spit. So I just popped him one." "And they dragged you up before a referee?" "Well, no. Not exactly. That happened after the fracas with the M.P.s." "What fracas?" "Oh, you know, the standard bullshit. Resisting arrest, direct disobedience to a specific order, strikingofficers in the performance of their duty, damaging government property, and a few other things that theytacked on that I cant remem-ber." "Oh." "Yeah. So Im confined to quarters until further notice. The old mans been nice enough to give mesome slack there, which is why Im here, but I cant so much as go near the lift tubes. Ive been coolingmy heels for the better part of a week, waiting for the review board to meet. Been spending most of mytime right here in the lounge, trying to drink up my back pay. Its kind of funny, actually. Remember theold days, when we scarcely had a moment to ourselves between assign-ments? Now that were here inthis elite unit, its nothing but hurry up and wait." "You said the ref put you down for a review board," Lucas said. "What was the refsrecommendation?" Finn grunted. "She was a real hard-assed bitch. Read me the riot act about all the previousirregularities in my record. I think her exact words were, Perhaps youd be better off in a nontemporalunit. Someplace where your flamboyant tenden-cies wont be quite so much of a disruptive influence.You know what that means, dont you?" "The Belt Command?" "Ill lay you eight to one," said Finn. "If I could get my hands on a plate, so help me, Id skip out tothe under-ground." "Not so loud, friend," Lucas said. "Somebody might hear you." "Who gives a shit? I dont see how I could possibly be in any deeper than I am now." "You can always get yourself in deeper," Lucas said. "Its the getting out thats not so easy. Maybesomething can be done." "Like what?"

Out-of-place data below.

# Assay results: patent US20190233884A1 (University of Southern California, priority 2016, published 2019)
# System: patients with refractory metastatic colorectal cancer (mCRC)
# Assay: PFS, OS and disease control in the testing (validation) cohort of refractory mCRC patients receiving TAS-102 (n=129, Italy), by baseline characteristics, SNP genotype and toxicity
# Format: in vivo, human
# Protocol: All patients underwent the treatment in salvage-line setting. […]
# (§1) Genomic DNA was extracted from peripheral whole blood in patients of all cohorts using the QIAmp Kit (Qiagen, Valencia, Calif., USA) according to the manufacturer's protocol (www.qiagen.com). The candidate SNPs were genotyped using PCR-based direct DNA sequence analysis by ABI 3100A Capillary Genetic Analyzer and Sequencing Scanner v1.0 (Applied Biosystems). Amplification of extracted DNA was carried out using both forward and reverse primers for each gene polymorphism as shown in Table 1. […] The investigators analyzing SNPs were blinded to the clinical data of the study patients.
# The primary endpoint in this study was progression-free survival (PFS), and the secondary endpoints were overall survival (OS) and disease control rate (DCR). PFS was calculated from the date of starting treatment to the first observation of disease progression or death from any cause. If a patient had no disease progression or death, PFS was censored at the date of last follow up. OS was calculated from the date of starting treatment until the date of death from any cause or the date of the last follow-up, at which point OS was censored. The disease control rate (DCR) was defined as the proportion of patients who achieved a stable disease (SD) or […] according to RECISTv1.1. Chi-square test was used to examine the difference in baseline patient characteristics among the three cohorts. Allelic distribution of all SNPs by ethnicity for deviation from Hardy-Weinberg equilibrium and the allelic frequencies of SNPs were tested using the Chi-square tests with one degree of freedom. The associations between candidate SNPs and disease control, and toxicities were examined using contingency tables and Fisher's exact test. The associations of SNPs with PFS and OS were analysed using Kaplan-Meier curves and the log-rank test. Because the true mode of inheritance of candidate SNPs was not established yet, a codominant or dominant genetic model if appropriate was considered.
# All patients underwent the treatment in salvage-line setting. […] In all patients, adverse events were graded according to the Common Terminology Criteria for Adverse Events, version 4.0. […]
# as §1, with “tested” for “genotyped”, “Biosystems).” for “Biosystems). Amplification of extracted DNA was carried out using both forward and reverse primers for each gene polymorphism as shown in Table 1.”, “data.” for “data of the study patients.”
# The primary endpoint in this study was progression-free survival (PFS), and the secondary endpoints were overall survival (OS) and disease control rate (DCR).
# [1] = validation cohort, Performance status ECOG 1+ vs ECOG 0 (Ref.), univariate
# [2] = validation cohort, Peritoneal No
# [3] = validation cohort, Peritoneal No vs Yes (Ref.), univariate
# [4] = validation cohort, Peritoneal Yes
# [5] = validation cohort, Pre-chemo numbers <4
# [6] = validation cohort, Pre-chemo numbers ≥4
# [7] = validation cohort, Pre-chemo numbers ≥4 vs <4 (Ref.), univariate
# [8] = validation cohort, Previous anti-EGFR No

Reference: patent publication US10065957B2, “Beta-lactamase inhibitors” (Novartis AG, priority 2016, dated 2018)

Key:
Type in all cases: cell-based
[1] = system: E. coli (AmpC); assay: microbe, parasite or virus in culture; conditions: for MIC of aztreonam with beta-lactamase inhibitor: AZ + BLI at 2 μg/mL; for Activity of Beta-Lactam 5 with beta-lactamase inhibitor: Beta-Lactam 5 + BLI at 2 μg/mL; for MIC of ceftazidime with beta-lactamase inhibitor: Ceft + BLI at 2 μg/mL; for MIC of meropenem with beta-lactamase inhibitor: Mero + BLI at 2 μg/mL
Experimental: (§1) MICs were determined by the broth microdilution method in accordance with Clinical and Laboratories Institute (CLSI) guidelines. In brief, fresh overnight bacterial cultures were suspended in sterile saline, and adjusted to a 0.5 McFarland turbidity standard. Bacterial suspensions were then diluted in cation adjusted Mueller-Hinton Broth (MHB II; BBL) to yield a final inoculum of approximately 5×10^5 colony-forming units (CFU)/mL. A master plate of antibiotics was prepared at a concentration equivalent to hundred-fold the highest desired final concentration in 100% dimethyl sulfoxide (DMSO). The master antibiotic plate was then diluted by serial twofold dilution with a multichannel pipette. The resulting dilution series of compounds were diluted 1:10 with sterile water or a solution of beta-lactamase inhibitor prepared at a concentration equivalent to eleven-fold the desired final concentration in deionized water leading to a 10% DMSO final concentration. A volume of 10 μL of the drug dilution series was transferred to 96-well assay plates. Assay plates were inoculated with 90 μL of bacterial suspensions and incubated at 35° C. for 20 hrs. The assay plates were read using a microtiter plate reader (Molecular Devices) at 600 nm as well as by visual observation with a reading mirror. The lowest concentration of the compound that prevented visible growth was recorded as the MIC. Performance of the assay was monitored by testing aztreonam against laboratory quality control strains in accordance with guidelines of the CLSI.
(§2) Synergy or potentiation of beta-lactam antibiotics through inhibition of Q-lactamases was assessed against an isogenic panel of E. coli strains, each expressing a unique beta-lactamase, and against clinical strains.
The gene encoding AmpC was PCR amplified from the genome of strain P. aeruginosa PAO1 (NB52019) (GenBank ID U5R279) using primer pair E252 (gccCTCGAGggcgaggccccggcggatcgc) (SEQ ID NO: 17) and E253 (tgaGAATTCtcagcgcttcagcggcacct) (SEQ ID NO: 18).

"I dont know. But at least they havent reassigned you yet." Finn scratched his head. "Hell. I had to go and hit that asshole. Theyve probably fixed his jaw bynow and hes back pushing papers, while Im going to get stuck out in the Asteroid Belt, keeping thosecrazy miners from killing each other. You know, I mightve expected just about anything, but somehow Inever thought Id wind up as a policeman." He looked out through the giant window that was the out-side wall of the First Division lounge. Itwas dark outside and all the buildings were lit up, bathing the plaza far below in a garish glow. Theskycabs threading through the maze of build-ings made the night a sea of red and amber running lights.The window shut out all the noise, rendering the scene outside into a silent ballet of light and steel. "Doesnt look real somehow, does it?" Finn said as he con-tinued gazing out the window. "I reallyhate it here, you know that? I was born into this time and yet I dont belong to it." Lucas smiled. "Youre a romantic, Finn." Finn snorted. "Im a soldier, kid, thats all." "Look, nothings settled yet, right? The board still makes the final disposition." "Whens the last time you heard of a review board going against a refs recommendation?" Finn said. "Theres always a first time." "Dont hold your breath." "Well, if they send you out to the Belt, Ill go along and keep you company. I can put in for atransfer." "Dont be an ass." "Why not? How bad can it be? The dutys less hazardous and it would sure beat hell out of the labjob I left behind to re-enlist. Besides, we go back a long way together. All the way to 1194, to be exact." Finn smiled, recalling the adjustment in 12th-century En-gland. He nodded. "Yeah, that was a hell ofa mission, wasnt it? We almost didnt make it back." "We did make it back, though," Lucas said. "And we were in a worse fix than youre in now." "Maybe. Hooker never made it back, though. And Johnson bought it, too." He tossed back hiswhiskey. "Hell, I must be getting old. Im turning into a maudlin drunk." Lucas pushed back his chair and stood up. Finn glanced at him, then turned to see Major Forresterapproaching their table. He wasnt required to stand to attention in the presence of a superior officer inthe lounge, but he made a determined effort, anyway. He was slightly more than halfway out of his chairwhen Forrester said, "At ease, gentlemen. As you were." Lucas sat back down. "Sorry, sir," said Finn. "I gave it my best shot, but I cant seem to feel my legs too good." "Ive got half a mind to cut em off for you, Delaney," For-rester said. The old man hadnt changed. Antiagathic drugs made it dif-ficult to accurately guess a persons age,but Forrester looked as old as Methuselah. Even his wrinkles had wrinkles. Yet For-rester stood ramrodstraight and he was in better shape than most men under his command who were one-sixth his age. Hehad been their training officer in the field and Lucas knew only too well just how "old" the old man reallywas. He glanced at Lucas. "You just get in, Priest?" "Only just, sir. I was going to report to you in the morn-ing." Forrester nodded. "I knew youd be back. Theres nothing on the outside for a soldier." He sat downand ordered a drink. Both Finn and Lucas were glad that they had already started on their Irish whiskey.It meant that they had an excuse not to join the old man in his favorite libation. For some un-fathomablereason, Forrester had picked up a taste for Red Eye. Of all the swill that he had downed during histemporal travels, Lucas hated that old west rotgut the most. Those oldtime gunfighters either had ironconstitutions or a death-wish. The stuff could make a man go blind. "I hope you havent gone soft on me, Priest," said For-rester. "I just got a hot one dumped into mylap and I need to put a team together in a hurry, so I hope you havent lost your edge." "Im ready, sir," said Lucas. "But what about Delaney? Hes filled me in on the situation and if youdont mind my saying so, sending someone with his experience to the Belt would be a waste."